Tracing the Small Tract Act in the Southern California Landscape, 1938-2008, a project by Kim Stringfellow
Culver Center of the Arts
June 29 – September 28, 2013
Panel discussion with Kim Stringfellow and Chris Carraher on September 28, 2013 from 3 to 5 pm
UCR ARTSblock’s Culver Center of the Arts presents Kim Stringfellows Jackrabbit Homestead, a published book, photographic exhibit, and Web-based multimedia presentation featuring a downloadable car audio tour exploring the cultural legacy of the Small Tract Act in Southern California’s Morongo Basin region near Joshua Tree National Park. Stories from this underrepresented regional history are told through the voices of local residents, historians, and area artists – many of which reside in reclaimed historic cabins and use the structures as inspiration for their creative work. Beyond the proliferation of big box chains, car dealerships, fast food joints, and the nameless sprawl located along California State Highway 62 the desert opens up. Out there, where signs of familiar habitation seem to fade from view, a variance appears in the landscape in the form of small, dusty cabins – mostly abandoned – scattered across the landscape. The curious presence of these structures indicates that you are entering one of the remaining communities of “jackrabbit” homesteads left in the American West. The mostly derelict structures located among the occasional inhabited ones are the remaining physical evidence of former occupants who were some of the last to receive land from Uncle Sam for a nominal fee through the Small Tract Act of 1938.
Kim Stringfellow is an artist and educator residing in Joshua Tree, California. She teaches multimedia and photography courses at San Diego State University as an associate professor in the School of Art, Design, and Art History. She received her MFA in Art and Technology from the School of the Art Institute of Chicago in 2000. Her professional practice and research interests address ecological, historical, and activist issues related to land use and the built environment through hybrid documentary forms incorporating writing, digital media, photography, audio, video, installation, mapping, and locative media. Among other awards, she is the 2012 recipient of the Theo Westenberger Award for Artistic Excellence. Stringfellow’s work has been exhibited nationally at many prominent museums. Her newest audio tour project titled, There It Is – Take It! was funded by the California Council for Humanities in 2011. She is an editor at ARID: A Journal of Desert, Art and Ecology and also writes about SoCal arts and culture for KCET Artbound. http://www.jackrabbithomestead.com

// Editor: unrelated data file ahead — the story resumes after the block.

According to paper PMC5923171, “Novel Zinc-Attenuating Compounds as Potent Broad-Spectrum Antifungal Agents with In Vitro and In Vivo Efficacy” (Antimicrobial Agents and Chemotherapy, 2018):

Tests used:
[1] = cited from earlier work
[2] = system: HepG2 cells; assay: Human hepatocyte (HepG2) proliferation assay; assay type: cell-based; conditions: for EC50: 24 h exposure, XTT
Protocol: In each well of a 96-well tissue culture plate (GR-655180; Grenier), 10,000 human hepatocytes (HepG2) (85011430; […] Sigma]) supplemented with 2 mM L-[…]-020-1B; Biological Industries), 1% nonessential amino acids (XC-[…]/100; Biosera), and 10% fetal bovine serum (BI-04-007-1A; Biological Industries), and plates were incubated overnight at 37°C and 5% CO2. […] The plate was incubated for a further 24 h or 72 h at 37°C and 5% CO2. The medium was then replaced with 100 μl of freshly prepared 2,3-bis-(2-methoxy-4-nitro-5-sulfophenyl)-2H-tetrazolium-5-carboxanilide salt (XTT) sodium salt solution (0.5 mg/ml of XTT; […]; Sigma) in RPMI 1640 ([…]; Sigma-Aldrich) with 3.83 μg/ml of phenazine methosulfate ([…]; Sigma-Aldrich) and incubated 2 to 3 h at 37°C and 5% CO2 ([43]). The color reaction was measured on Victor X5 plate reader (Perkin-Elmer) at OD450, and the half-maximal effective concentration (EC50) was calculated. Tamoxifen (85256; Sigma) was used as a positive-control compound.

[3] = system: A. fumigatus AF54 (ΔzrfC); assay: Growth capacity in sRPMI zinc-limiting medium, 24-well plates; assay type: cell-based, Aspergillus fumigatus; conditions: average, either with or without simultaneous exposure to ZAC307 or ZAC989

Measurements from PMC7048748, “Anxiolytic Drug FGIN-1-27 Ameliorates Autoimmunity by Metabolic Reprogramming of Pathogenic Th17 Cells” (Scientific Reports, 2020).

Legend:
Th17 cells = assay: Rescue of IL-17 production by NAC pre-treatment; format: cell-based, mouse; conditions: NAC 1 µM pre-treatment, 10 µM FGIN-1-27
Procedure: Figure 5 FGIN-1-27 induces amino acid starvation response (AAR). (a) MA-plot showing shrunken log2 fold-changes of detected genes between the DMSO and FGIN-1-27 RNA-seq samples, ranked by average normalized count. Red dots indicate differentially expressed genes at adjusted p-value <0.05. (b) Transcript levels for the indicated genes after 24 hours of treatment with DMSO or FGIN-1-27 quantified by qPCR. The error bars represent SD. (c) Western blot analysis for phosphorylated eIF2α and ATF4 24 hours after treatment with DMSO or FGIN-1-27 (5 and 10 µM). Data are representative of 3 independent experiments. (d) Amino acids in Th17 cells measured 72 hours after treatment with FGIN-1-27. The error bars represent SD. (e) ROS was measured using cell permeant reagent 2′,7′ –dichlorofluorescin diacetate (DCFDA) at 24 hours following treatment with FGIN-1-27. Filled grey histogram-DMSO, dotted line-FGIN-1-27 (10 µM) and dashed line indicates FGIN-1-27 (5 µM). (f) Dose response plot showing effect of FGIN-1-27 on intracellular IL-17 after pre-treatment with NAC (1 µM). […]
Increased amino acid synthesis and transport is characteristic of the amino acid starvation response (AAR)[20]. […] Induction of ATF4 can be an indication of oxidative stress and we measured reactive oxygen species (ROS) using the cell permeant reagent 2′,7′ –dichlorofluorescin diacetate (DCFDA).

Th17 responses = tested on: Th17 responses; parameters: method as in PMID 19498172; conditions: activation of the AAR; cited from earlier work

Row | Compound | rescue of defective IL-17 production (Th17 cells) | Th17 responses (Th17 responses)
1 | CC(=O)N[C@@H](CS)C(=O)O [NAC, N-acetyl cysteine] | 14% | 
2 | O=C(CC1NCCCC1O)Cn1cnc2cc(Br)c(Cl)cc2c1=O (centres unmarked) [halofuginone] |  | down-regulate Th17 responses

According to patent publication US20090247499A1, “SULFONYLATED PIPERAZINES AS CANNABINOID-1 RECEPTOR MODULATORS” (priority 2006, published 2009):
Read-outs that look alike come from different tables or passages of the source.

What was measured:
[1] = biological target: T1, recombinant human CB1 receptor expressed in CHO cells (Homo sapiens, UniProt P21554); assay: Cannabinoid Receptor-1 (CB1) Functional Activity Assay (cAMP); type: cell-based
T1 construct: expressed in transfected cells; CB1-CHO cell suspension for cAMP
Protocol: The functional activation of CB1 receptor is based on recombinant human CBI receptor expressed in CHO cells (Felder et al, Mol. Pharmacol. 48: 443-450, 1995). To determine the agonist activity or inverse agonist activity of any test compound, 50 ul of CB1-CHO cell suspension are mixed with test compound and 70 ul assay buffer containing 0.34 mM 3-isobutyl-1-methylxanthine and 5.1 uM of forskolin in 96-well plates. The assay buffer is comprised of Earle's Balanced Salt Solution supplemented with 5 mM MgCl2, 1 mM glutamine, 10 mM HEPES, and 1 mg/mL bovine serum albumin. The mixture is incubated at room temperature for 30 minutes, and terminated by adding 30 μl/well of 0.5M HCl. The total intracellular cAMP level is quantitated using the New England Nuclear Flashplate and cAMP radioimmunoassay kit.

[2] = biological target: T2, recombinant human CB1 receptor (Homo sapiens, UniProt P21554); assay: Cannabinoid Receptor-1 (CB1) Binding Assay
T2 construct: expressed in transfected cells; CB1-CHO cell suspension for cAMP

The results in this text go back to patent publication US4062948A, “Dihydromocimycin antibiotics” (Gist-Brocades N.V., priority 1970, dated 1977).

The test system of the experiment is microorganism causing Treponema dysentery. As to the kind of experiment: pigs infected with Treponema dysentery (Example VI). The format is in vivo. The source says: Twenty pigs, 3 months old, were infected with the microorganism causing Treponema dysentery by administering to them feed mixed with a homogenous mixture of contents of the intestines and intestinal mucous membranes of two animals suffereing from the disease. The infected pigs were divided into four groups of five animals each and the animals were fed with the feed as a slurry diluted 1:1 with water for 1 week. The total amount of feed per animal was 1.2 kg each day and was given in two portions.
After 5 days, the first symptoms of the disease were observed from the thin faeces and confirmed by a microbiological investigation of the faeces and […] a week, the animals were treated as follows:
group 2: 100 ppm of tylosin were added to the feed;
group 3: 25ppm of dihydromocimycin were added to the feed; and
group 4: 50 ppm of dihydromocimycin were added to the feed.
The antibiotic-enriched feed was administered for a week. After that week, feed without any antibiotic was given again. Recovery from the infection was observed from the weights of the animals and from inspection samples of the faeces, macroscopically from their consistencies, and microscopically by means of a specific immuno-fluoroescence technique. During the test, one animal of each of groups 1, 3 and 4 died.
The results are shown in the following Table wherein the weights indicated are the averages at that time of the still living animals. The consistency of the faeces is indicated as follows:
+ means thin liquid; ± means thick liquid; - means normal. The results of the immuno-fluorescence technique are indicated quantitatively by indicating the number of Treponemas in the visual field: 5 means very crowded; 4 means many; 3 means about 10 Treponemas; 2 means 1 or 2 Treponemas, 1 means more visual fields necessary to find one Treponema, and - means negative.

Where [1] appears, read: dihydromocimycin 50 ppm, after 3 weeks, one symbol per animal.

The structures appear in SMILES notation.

Jackrabbit Homestead: Tracing the Small Tract Act in the Southern California Landscape, 1938-2008, a project by Kim Stringfellow was organized by UCR ARTSblock and curated by Tyler Stallings, Artistic Director, Culver Center of the Arts & Director, Sweeney Art Gallery, University of California, Riverside. UCR’s College of Humanities, Arts, and Social Sciences (CHASS) have provided support.